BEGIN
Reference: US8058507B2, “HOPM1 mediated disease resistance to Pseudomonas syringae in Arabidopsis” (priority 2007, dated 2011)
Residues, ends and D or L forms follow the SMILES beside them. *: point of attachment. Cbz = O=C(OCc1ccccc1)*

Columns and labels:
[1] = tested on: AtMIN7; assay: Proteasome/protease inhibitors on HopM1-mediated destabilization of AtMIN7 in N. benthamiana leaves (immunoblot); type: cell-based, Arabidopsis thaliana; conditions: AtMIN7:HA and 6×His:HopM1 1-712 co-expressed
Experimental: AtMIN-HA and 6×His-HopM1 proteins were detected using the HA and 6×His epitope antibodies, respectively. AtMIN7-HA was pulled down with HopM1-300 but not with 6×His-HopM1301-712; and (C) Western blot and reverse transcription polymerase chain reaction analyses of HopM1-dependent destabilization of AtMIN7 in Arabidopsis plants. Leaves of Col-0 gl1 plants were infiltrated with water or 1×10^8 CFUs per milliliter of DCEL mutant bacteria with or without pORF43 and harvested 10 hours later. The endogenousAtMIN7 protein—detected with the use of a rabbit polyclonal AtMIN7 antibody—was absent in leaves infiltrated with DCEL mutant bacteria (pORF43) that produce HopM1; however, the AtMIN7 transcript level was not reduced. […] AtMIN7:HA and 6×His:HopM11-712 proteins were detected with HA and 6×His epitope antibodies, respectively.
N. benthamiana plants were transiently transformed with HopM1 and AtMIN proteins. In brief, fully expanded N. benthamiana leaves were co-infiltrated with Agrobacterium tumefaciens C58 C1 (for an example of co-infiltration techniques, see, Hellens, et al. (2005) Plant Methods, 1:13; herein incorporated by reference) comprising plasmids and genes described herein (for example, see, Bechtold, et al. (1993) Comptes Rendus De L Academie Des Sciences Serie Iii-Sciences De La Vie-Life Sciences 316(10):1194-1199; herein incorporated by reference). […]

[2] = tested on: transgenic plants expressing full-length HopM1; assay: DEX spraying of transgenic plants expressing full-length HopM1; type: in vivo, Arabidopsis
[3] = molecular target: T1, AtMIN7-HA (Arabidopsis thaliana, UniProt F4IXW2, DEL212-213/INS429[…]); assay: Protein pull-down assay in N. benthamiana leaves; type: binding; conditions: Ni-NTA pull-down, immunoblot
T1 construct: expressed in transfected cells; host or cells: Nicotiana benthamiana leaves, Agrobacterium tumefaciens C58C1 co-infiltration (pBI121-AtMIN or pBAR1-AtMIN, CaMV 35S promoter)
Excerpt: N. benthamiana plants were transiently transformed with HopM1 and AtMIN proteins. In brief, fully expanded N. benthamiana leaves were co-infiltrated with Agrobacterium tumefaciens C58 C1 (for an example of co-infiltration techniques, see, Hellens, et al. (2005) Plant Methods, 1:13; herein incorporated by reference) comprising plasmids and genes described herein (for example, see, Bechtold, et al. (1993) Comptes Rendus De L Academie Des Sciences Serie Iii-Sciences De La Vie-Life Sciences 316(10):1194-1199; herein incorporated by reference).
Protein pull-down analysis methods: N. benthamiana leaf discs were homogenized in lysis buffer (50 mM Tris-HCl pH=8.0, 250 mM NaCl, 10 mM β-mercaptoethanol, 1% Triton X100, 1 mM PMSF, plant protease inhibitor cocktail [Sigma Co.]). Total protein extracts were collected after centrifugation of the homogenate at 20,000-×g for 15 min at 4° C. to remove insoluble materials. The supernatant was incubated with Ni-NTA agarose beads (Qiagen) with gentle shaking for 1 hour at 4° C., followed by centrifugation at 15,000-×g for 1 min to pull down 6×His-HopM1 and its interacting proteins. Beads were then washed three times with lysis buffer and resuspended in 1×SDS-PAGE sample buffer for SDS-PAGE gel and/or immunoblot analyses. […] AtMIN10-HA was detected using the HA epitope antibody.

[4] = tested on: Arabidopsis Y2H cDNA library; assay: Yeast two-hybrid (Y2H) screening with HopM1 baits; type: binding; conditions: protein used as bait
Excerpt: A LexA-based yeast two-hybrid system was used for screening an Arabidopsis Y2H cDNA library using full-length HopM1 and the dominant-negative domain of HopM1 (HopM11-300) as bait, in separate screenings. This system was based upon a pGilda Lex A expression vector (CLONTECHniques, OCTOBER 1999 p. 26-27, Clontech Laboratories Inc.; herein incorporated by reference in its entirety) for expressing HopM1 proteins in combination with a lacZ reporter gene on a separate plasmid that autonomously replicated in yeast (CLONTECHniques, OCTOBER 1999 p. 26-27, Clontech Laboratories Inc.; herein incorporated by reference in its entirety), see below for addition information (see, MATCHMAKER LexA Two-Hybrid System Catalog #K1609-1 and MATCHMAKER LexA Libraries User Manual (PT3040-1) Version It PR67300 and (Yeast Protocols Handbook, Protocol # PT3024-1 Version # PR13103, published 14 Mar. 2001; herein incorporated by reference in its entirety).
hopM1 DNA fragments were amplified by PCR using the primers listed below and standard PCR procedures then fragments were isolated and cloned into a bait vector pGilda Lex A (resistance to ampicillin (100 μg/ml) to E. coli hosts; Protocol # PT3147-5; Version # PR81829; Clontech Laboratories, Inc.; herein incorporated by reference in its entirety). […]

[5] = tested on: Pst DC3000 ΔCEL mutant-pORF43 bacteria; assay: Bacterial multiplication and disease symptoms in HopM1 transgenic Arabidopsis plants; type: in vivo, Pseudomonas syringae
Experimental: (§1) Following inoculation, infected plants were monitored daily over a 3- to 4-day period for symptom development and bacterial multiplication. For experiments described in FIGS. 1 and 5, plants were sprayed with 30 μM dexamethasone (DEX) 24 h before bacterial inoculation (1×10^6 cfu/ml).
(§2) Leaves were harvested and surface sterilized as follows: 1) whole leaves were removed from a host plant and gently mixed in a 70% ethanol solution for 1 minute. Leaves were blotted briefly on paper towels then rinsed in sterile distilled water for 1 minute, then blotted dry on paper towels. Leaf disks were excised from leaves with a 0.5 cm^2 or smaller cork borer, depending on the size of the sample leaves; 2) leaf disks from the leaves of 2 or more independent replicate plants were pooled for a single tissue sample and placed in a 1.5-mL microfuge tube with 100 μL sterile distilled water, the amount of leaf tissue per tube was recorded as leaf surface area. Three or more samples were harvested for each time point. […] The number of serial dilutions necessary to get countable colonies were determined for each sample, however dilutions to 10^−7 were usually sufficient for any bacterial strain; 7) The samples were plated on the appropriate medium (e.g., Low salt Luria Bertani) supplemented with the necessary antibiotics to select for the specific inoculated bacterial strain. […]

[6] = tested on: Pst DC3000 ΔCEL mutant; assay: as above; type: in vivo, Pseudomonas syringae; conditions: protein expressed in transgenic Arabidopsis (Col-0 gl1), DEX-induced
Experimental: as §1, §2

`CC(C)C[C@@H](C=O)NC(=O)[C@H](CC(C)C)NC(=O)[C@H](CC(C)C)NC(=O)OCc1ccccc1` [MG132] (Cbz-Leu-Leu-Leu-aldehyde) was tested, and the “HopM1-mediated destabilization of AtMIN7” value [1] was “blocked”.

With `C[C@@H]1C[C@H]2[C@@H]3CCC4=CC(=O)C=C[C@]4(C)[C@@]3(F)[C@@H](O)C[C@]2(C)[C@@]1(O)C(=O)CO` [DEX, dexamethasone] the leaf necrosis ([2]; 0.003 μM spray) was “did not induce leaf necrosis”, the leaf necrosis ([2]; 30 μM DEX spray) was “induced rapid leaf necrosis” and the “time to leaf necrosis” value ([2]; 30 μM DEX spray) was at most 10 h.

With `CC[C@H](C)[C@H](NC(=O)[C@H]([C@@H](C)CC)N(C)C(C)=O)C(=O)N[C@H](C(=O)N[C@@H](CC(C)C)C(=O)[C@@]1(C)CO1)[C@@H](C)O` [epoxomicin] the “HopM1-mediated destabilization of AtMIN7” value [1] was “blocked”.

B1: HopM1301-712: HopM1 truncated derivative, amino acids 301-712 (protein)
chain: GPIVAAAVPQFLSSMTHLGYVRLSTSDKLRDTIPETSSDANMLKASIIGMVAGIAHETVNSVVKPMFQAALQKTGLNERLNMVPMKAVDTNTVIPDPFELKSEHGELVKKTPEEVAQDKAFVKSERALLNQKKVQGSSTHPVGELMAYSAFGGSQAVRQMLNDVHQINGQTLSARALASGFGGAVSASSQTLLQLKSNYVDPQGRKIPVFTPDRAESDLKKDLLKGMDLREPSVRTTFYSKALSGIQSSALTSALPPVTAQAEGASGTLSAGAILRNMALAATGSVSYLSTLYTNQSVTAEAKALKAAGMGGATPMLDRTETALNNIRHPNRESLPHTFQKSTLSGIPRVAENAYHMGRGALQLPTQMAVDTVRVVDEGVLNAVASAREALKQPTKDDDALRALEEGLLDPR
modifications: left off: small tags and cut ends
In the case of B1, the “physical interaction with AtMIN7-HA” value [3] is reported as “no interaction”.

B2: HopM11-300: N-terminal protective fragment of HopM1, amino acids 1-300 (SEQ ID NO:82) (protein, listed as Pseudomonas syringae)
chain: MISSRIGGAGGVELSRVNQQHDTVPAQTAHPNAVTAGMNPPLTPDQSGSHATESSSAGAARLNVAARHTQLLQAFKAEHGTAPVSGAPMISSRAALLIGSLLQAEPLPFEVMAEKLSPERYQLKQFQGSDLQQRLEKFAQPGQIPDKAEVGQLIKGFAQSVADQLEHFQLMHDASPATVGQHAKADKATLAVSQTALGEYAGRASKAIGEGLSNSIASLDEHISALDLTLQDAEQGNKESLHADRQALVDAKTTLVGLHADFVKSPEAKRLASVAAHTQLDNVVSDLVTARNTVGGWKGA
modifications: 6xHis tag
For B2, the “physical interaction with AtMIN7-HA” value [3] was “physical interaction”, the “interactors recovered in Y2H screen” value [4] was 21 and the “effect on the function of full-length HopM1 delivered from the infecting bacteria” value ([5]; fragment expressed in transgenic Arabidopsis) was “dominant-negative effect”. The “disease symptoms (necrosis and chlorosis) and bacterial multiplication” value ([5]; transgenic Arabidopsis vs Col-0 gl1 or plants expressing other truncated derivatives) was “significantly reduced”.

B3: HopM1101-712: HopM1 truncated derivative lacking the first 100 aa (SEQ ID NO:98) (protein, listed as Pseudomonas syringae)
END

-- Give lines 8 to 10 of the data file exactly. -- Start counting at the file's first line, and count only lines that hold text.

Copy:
[3] = molecular target: T1, AtMIN7-HA (Arabidopsis thaliana, UniProt F4IXW2, DEL212-213/INS429[…]); assay: Protein pull-down assay in N. benthamiana leaves; type: binding; conditions: Ni-NTA pull-down, immunoblot
T1 construct: expressed in transfected cells; host or cells: Nicotiana benthamiana leaves, Agrobacterium tumefaciens C58C1 co-infiltration (pBI121-AtMIN or pBAR1-AtMIN, CaMV 35S promoter)
Excerpt: N. benthamiana plants were transiently transformed with HopM1 and AtMIN proteins. In brief, fully expanded N. benthamiana leaves were co-infiltrated with Agrobacterium tumefaciens C58 C1 (for an example of co-infiltration techniques, see, Hellens, et al. (2005) Plant Methods, 1:13; herein incorporated by reference) comprising plasmids and genes described herein (for example, see, Bechtold, et al. (1993) Comptes Rendus De L Academie Des Sciences Serie Iii-Sciences De La Vie-Life Sciences 316(10):1194-1199; herein incorporated by reference).